The trial court decided a pretrial motion of summary judgment in favor of Menard. The federal appeals court vacated the judgment of the trial court and remanded the case for further proceedings.

Although Curry had offered no direct evidence of discrimination, the Court of Appeals held that the inconsistent application of the unwritten policy created a genuine issue of material fact as to whether Menard's stated reason for terminating Curry's employment was actually a pretext for discrimination. In other words, Curry's showing that similarly situated employees belonging to a different racial group received more favorable treatment served as evidence that the employer's explanation for the adverse job action was a pretext for racial discrimination. Sylvia Curry v. Menard, Inc., 270 F.3d 473 (7th Cir. 2001).

Reminder to Re-Focus on the Fundamentals

These decisions do not represent new developments in the law or even novel applications of existing law. The decisions do however act as a reminder of the need to regularly revisit the fundamentals of human resources management. Of all the lessons that can be learned from the decisions, there are three lessons that are particularly helpful.

First, an employer must regularly and comprehensively train its decision-makers regarding fundamental employment discrimination law. This training should also include instruction on company policy/work rules and the decision-maker's role in the company disciplinary process.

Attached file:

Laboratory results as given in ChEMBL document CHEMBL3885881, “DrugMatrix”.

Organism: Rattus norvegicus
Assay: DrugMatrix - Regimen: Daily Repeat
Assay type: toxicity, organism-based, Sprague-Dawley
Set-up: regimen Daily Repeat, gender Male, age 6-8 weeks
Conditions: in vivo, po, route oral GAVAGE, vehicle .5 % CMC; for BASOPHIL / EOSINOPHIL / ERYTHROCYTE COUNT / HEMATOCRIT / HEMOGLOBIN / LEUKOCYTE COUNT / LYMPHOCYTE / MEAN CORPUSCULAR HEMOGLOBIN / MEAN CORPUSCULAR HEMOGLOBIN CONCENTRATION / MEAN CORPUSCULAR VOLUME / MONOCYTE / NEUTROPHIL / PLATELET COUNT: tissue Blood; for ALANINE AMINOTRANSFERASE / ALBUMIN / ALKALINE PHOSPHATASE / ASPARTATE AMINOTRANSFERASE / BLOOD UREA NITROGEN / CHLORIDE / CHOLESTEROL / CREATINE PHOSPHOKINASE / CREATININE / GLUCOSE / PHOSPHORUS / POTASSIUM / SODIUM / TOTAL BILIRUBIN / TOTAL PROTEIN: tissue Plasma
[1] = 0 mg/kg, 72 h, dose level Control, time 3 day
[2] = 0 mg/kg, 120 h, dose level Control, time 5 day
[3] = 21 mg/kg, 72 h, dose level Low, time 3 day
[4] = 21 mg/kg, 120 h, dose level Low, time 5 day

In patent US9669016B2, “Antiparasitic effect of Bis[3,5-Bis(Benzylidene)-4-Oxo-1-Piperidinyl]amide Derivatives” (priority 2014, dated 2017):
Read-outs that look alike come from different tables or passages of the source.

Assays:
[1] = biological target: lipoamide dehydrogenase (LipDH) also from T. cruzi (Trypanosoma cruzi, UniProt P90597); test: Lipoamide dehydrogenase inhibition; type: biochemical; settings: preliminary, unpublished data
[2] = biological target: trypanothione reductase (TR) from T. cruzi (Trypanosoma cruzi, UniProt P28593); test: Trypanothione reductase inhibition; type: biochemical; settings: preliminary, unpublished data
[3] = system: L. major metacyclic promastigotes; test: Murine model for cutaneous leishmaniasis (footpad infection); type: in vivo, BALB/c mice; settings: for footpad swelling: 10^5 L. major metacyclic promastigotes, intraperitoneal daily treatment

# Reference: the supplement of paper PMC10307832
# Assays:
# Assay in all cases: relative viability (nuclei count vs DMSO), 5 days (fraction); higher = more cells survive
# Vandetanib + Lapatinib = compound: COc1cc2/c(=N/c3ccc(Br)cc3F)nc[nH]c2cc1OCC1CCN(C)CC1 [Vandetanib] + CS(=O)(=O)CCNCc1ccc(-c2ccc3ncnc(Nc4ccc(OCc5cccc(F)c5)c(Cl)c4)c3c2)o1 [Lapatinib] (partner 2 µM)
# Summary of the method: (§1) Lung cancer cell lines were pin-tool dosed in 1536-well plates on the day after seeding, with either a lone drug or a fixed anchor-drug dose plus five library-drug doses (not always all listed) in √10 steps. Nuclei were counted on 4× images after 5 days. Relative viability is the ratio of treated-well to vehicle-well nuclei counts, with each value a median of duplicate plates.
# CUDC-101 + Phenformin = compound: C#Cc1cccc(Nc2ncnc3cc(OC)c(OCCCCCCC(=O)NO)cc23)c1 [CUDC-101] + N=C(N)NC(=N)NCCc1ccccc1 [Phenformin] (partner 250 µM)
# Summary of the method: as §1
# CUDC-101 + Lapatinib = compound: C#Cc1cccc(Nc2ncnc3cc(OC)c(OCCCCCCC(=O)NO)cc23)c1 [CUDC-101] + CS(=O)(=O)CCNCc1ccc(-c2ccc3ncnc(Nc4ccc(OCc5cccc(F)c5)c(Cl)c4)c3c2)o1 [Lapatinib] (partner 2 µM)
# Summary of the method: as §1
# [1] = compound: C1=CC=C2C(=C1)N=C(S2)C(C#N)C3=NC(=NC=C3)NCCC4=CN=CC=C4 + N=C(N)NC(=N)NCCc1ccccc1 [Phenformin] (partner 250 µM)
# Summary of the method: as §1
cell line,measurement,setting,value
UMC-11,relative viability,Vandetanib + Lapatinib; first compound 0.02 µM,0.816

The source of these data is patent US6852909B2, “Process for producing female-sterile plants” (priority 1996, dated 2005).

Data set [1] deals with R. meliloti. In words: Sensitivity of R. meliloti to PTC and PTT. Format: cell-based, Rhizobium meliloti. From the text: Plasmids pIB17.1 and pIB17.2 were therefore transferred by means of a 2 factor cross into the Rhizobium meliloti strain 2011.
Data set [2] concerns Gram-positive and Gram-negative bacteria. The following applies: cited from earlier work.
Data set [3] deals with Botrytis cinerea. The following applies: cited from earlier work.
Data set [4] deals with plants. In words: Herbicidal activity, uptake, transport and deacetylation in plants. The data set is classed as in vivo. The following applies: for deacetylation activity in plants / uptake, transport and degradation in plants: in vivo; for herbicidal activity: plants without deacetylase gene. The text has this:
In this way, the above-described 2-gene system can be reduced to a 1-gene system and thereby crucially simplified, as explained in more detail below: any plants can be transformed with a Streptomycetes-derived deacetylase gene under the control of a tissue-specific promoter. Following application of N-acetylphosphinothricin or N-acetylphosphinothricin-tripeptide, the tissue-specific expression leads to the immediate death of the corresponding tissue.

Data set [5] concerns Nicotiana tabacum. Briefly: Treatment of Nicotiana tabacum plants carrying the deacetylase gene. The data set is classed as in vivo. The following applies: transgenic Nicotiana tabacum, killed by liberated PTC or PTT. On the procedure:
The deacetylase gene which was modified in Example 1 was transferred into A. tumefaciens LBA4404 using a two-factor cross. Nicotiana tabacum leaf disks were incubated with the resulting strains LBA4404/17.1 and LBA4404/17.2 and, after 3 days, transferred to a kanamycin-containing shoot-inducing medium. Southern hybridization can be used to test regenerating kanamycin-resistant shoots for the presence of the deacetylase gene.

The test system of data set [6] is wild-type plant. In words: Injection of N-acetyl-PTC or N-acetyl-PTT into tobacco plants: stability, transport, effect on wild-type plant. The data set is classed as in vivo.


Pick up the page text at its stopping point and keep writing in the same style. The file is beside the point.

The second lesson learned from the decisions is that inconsistency in the application of company policy can create a significant obstacle for the employer in litigation. The inference of discrimination is raised in those circumstances where similarly situated employees are not treated similarly. In litigation, once the inference of discrimination is raised the burden of proof and burden of persuasion shifts to the employer to articulate a legitimate, non-discriminatory business reason for its decision.

Finally, both of the above cases may have been avoided had the employers created internal processes and/or procedures that provided guidance to the decision-maker. For example, had the Menard's store policy regarding cash shortages been a formal, written policy rather than an unwritten policy, perhaps the store's enforcement of the policy would have been more consistent. Similarly, had Phillips Chevrolet, Inc. promulgated a formal recruitment policy, it is likely that the general manager would have better understood his role in the hiring process.